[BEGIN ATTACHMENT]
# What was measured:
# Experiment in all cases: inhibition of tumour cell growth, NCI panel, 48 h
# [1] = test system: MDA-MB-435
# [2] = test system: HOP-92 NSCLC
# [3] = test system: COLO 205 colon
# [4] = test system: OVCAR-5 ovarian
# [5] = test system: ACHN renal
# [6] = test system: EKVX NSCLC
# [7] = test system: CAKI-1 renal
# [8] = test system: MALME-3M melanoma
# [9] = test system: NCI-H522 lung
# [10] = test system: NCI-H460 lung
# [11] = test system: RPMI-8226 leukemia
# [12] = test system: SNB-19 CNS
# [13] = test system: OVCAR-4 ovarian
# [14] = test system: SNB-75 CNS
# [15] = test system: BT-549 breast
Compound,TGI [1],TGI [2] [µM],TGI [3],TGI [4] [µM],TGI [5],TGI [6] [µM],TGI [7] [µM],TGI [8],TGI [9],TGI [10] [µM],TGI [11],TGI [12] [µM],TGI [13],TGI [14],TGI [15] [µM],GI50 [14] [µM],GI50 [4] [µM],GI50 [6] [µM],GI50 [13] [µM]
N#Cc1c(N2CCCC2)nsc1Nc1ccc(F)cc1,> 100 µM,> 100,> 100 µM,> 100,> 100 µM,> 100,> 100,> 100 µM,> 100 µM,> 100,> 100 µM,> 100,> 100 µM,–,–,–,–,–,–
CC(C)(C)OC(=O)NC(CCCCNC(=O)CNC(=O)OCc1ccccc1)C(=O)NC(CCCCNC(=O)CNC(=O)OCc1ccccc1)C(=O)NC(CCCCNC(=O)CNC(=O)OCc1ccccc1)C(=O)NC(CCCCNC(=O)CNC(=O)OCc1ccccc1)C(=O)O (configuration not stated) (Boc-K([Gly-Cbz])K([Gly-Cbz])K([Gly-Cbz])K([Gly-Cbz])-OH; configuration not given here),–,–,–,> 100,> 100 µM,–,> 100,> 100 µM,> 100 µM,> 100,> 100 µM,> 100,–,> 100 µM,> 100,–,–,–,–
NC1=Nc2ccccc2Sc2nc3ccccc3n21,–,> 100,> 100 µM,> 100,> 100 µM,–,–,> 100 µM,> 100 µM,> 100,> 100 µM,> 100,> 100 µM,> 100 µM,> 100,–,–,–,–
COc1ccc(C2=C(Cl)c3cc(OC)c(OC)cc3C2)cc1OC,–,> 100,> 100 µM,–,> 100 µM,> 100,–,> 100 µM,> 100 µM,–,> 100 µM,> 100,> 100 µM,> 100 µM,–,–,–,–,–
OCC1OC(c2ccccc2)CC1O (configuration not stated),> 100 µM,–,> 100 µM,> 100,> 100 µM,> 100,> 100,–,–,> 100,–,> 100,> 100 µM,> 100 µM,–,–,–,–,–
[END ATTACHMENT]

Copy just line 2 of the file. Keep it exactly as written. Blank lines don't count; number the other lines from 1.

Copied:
# Experiment in all cases: inhibition of tumour cell growth, NCI panel, 48 h